James Borrell is a biodiversity scientist and science communicator researching how people and nature can adapt to environmental change.

Fieldwork in the Scottish Highlands

It’s remarkably easy to sit in a  centrally heated office, cosily hatching plans through the Winter.

Distances look shorter, methods seem simpler and the prospect of a summer of fieldwork in the hills sounds positively straight forward.

Fast forward to mid-May, a Spring that hasn’t arrived yet, snow capped mountains and a plant harder to find that a proverbial needle; and even the best intentioned plans seem a tad optimistic.

I’ve just returned from my first foray of the year in search of Dwarf Birch. A small, rather unassuming plant, but a symbol of a disappearing montane woodland habitat in the Scottish Highlands. Despite it’s small stature, this plant will (hopefully!) help us understand topics as far ranging as climate change, habitat fragmentation and hybridisation. And that’s why last week I found myself in Scotlands back and beyond, trudging through bogs and peering through the heather looking for small, relict, lost populations of this plant.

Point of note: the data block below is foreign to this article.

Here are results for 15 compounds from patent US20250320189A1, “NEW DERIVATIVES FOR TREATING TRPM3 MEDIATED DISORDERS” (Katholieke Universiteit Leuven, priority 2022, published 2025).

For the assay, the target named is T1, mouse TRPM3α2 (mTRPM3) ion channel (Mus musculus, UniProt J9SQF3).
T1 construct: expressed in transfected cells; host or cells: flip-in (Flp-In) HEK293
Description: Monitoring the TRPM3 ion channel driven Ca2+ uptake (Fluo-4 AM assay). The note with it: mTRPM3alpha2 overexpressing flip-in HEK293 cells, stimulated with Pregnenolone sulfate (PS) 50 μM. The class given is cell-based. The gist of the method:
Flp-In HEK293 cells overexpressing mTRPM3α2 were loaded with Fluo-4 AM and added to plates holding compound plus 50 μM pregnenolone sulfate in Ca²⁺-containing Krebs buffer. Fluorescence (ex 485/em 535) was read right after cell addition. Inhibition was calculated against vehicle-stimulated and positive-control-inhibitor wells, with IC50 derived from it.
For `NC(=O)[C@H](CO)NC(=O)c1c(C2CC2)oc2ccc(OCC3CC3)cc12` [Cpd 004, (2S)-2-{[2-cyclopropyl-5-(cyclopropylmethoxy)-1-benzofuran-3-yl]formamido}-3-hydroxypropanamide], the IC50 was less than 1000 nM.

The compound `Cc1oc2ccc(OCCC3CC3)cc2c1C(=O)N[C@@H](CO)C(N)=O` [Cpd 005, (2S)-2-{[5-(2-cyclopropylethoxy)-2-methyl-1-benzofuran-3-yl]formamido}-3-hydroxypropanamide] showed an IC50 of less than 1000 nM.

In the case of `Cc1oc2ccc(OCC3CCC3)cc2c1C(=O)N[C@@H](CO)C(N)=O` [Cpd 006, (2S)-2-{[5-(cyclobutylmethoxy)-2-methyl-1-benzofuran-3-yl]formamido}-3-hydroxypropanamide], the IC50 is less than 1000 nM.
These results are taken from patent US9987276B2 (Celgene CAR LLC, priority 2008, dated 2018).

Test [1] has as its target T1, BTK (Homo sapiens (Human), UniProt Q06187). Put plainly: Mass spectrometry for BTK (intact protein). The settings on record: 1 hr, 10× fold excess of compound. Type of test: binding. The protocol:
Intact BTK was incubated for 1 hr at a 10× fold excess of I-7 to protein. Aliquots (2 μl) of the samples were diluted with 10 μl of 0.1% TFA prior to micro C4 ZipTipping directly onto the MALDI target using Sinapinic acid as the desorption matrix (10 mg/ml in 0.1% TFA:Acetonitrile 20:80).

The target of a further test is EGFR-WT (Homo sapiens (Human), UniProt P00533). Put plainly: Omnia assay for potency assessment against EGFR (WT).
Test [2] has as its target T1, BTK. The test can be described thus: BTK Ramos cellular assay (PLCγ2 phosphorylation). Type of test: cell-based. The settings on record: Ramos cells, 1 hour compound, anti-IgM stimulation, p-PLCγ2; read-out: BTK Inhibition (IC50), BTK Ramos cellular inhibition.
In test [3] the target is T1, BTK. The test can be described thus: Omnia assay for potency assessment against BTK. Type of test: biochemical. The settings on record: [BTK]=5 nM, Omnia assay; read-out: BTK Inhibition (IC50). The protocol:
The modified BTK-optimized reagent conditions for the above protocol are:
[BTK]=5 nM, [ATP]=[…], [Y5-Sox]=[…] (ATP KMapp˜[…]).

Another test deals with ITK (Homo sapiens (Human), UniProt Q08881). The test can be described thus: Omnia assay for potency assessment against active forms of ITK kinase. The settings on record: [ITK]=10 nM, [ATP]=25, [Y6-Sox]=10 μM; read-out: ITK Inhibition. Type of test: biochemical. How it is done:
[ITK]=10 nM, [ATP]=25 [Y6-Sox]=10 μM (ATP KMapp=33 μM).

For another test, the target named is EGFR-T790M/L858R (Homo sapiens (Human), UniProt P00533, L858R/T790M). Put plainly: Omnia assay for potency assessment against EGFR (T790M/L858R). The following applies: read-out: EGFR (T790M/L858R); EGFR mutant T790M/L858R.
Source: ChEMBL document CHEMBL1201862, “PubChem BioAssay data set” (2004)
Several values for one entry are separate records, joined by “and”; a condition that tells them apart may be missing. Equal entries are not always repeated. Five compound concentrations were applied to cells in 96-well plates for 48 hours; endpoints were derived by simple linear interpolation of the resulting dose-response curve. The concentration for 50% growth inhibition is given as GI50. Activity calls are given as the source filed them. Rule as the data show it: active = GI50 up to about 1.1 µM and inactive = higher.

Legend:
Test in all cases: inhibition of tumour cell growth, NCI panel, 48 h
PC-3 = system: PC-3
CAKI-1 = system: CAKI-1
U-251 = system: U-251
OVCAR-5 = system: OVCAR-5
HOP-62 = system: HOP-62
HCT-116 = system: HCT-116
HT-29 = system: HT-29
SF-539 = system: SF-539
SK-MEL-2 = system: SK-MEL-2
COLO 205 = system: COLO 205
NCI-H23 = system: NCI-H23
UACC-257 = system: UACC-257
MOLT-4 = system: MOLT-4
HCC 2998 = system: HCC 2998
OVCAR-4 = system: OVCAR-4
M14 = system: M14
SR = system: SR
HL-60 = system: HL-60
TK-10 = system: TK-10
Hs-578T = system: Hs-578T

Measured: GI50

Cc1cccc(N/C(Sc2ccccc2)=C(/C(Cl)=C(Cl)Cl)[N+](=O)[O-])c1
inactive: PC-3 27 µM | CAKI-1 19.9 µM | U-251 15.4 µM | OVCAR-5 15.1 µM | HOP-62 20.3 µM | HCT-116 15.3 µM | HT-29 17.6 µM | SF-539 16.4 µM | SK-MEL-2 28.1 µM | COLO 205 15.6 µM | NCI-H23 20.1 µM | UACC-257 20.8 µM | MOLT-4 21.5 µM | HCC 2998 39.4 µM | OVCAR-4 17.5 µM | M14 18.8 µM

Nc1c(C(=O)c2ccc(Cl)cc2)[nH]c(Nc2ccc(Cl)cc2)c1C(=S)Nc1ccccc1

Jokes of how beautiful my office is aside; all did not quite go to plan. In fact, nothing went to plan. I didn’t manage to find a single plant!

Never the less, it was great to be out in the field looking at the habitats and learning from knowledgeable people. It seems that many historic populations have disappeared in recent decades, which only highlights how important conservation will be. As always, fieldwork brings a steep learning curve, and I’ll be back up next week for another go.

In the mean time, if you’re at all interested in this disappearing habitat, then have a look at the fantastic project website: www.mountainwoodlands.org

Mountain Woodland Fieldwork



















P.s. I’ll be posting pictures and blogging as I go over on Facebook and Instagram.